Freelance writer from Cornwall
Sergeant Henry Gunther, the last battlefield casualty of the First World War.
At 11am on November 11, 1918 the guns finally fell silent, ending four long years of misery and bloodshed unrivalled in history at that point. With the fighting now officially over, the troops on all sides could, with relief at its end and sorrow at its horror, finally lay down their arms and wait for orders to return home. The First World War was finally over. It was the last day of the First World War. For a great many soldiers on both sides it would also be their last day alive…
The fighting continued right up until the official Armistice at 11am. Distinguished American historian Joseph Persico cites a figure of around 11,000 men killed in action on November 11, 1918. Armistice Day had worse casualties than D Day, June 6, 1944. You might think, in the knowledge that there were only hours to go until theycould simply march across No Man’s Land and beyond the enemy positions, that Allied commanders would simply order their troops to hold their positions until 11am when they’d be in no further danger. Not all of them did.
The American generals were particular offenders. From the commander of American forces in France, General Pershing, right down to division and brigade level, American commanders were still attacking enemy positions right up to the last minute of the war. It was at 10:59am that Sergeant Henry Gunther of the American Expeditionary Force would be killed in action. Sergeant Gunther was the last recorded battlefield death of the First World War.
Gunther himself had a slightly chequered service record. He’d enlisted as a Private, been promoted Sergeant and demoted to Private again by the time of his death. His Sergeant’s rank was posthumously restored, so I’ll use that rank whenever it’s necessary. He was born in Baltimore on June 6, 1895, ironically with one American parent and one German. He worked as a book-keeper at the National Bank of Baltimore until he was conscripted in 1917. After basic training he joined the 313th Infantry Regiment known as ‘Baltimore’s Own’, itself part of the 157th Brigade of the 79th Infantry Division. He was an ordinary enlisted man, what the soldiers in Vietnam called a ‘grunt.’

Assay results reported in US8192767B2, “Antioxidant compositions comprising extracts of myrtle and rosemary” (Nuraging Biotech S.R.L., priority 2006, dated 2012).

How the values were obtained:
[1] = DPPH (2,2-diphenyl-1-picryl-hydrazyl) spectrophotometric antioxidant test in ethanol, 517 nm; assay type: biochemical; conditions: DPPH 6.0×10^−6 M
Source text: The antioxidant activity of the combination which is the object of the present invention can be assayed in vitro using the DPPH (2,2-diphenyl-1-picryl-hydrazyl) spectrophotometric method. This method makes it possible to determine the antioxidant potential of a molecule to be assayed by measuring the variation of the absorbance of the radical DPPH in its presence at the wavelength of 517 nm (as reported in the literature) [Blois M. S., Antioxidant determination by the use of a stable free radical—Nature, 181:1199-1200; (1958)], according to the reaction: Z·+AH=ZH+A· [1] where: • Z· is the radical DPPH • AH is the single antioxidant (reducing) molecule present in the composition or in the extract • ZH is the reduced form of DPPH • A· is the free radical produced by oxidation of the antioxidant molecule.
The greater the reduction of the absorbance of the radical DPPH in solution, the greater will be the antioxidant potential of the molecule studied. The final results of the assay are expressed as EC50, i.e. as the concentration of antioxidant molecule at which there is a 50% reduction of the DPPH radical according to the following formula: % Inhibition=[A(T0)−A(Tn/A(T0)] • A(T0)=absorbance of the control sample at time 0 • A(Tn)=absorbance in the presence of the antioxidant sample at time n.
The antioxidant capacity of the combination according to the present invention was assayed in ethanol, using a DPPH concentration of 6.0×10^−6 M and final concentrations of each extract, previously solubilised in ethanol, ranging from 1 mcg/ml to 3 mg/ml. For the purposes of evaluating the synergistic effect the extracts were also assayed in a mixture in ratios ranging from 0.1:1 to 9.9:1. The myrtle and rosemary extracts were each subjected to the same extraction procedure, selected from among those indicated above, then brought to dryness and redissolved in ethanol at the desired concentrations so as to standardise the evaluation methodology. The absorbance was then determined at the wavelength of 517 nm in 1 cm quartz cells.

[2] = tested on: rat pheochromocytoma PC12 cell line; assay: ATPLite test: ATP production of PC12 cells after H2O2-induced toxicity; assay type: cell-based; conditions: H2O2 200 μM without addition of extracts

He arrived in France in July, 1918 as a supply Sergeant, but it wasn’t long before he became a Private again. He lost his stripes after he wrote a letter home to a friend complaining at the living conditions in France and recommending his friend do everything possible to avoid being conscripted. Sergeant Gunther quickly became Private Gunther and soon found himself taken from the quartermaster’s stores to the front line. Gunther’s unit, ‘A’ Company, arrived in the front line on September 12, 1918 and were pitched into heavy fighting during the Meuse-Argonne offensive. They remained fighting right up until the Armistice officially began at 11am on November 11.
With only minutes to go before the guns would have stopped and the Armistice started, Gunther’s company found two German machine-gun posts near the French village of Chateau-demant-Damvillers. Knowing that peace was only minutes away Gunther’s sergeant and close friend, Sergeant Ernest Powell, gave his squad clear orders to take cover and keep their heads down until 11am. Gunther ignored Powell’s orders, stood up and charged the German positions with his bayonet fixed. Even the German soldiers tried frantically to wave him off, to persuade him to wait an extra minute or two until it would all be over. Gunther ignored their warnings, charged on into the enemy, fired a couple of shots and, however reluctant to fire the Germans may have been, it was him or them. A machine gun burst ripped into Gunther at 10:59am, one single minute before the official end of the First World War. Sergeant Henry Gunther died instantly. He was 23 years old.
Many have speculated on what might have led Gunther to make a suicidal and entirely unnecessary solo charge on enemy machine gun posts when simply waiting a few minutes meant he could have just walked over and taken them without risk to himself. His friends said that he resented his loss of rank and felt he had something to prove in the light of being busted to Private. The Army belatedly restored his rank posthumously, awarding him the Distinguished Service Cross and Divisional Citation for Gallantry in Action. General Pershing himself listed Gunther as the last American killed during the First World War and his native Baltimore has a Veterans of Foreign Wars post named after him.
Sergeant Henry Gunther was finally returned to the United States in 1923 to be buried at the Most Holy Redeemer Cemetery in Baltimore. He was the last of some 11,000 soldiers killed between the signing of the Armistice at 5:10am and its coming into force at 11am.
May all those who died rest in peace, regardless of their nationality, and especially those who died so near to the end.